What is a top-level domain? The final section of a domain, or in simpler terms, the text that is instantaneously included after the ‘dot (.)’ symbol is termed top-level domain names. For instance, the top level domain name of any particular website named “www.thisisanexample.com” would be .com.
Crucial facts about top-level domain names
Abbreviated as TLD, this service can be categorized into various sub-sections but this primarily depends on the region, purpose or mission of the website in addition to other relevant criteria. However, top-level domains usually belong to either one of two broad categories; which are general TLDs or country-specific TLDs. General TLDs refer to those that include .biz, .org, .net, .edu, .com, etc. Names that are specified according to a country is a top-level domain that would differ according to each geographical territory in which it originated such as .au, .za, .lk, etc. Essentially, this unique service would serve the purpose of recognizing an element or specific function of a website. This could be its purpose (business, association, educational entity, a charity organization, etc.) or the country of origin.
The Internet Corporation for Assigned Names and Numbers, otherwise known as ICANN is the organization who has been given the primary task of ensuring a secure and unified internet as well as introducing new top-level domain names. The technical branch of ICANN which is the Internet Assigned Numbers Authority, otherwise known as IANA carries out tasks related to the DNS root zone.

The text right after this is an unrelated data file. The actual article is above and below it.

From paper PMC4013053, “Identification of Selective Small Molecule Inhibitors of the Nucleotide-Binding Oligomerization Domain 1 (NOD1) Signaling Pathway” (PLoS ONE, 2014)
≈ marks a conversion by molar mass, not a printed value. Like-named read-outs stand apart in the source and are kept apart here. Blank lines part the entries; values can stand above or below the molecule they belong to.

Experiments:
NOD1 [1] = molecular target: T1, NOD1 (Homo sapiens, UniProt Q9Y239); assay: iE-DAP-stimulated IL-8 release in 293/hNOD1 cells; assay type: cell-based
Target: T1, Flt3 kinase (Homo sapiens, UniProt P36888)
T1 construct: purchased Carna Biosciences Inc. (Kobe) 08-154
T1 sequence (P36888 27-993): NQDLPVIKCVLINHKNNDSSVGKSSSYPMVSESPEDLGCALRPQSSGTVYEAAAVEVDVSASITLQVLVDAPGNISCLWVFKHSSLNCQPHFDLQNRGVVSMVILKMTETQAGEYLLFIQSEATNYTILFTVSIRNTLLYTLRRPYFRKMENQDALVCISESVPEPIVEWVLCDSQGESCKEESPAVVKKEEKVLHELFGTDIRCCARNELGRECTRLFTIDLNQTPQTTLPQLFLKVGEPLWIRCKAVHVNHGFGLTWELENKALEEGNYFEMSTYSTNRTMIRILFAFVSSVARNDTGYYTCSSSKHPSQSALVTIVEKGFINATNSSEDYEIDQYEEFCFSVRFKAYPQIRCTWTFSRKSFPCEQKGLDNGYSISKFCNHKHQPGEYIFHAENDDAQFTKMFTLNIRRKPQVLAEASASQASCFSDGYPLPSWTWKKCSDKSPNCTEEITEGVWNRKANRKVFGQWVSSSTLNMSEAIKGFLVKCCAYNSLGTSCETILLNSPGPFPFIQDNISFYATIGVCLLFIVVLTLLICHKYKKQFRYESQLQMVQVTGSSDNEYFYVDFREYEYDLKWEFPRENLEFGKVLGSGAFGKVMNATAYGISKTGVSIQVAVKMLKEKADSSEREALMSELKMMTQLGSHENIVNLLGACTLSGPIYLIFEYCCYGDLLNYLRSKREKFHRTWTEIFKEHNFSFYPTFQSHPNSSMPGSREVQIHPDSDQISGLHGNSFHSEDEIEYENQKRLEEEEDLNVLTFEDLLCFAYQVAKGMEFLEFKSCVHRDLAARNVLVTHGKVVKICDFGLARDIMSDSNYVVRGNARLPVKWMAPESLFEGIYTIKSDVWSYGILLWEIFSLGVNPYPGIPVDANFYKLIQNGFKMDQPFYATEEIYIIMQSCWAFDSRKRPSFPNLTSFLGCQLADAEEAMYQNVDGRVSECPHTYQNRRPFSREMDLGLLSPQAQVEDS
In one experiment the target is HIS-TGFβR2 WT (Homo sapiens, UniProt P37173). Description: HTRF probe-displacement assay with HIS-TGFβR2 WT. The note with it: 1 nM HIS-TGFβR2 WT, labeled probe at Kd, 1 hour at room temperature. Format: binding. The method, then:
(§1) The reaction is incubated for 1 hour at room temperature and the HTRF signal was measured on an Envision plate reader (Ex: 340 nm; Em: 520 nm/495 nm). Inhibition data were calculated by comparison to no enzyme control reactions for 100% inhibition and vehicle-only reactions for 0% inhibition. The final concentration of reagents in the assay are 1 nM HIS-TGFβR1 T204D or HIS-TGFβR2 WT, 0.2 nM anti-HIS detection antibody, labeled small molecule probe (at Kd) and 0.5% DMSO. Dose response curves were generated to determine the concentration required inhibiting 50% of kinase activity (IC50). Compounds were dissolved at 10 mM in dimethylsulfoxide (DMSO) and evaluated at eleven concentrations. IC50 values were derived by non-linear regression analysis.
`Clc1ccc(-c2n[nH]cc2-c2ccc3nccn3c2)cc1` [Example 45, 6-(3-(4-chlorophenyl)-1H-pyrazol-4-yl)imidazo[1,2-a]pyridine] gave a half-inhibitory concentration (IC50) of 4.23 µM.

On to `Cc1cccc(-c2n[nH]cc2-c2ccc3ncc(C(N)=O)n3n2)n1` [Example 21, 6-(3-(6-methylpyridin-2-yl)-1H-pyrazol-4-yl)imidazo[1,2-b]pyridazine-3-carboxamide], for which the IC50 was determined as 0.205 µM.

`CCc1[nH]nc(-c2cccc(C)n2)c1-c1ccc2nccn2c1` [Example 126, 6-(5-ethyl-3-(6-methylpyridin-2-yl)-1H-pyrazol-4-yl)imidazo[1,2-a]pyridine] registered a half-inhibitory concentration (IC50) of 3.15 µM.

DNS is short for Domain Name System. The process of translating a hostname of a given website into a more technical numerical system which is an IP address is done through the DNS. An IP address, otherwise known as Internet Protocol address is an identifier in the form of a series of distinguishable numbers that helps in identifying every machine on a network separately. The difference between a DNS and a DNS root zone is that a DNS root zone is created primarily and solely for the purpose of putting in place operators for top-level domains. It is basically the utmost level of the DNS hierarchy in the system.
Key categories of top-level domain names
ICANN classifies top-level domain names in the following categories; generic top-level domains, generic restricted top-level domains, sponsored top-level domains, country code top-level domains, and reserved top-level domains.
Generic TLDs are the usual names everyone has heard of such as .com, .org, .net, .info. Generic restricted TLDs are those with limited eligibility such as .biz, .name and .pro.
Sponsored TLDs or sTLD are put forward and sponsored by private organizations. Examples of sTLD include .aero, .asia, .cat, .edu etc. As mentioned earlier, country code top-level (cTLD) domains depend on the country in which the website originated. cTLDs are only two letters long such as .nz (New Zealand), .au (Australia), .uk (United Kingdom), etc. Finally, reserved TLDs are set aside by ICANN for special purposes such as testing and infrastructure.
An overview of TLD domain registration
Those interested in creating a top level domain name has to go through a process of TLD domain registration. This process is carried out through a domain name registrar that is attributed to ICANN, for example, through brands like Domain.com, BlueHost, and NameCheap. It is possible to check if the domain name requested is available through a domain search.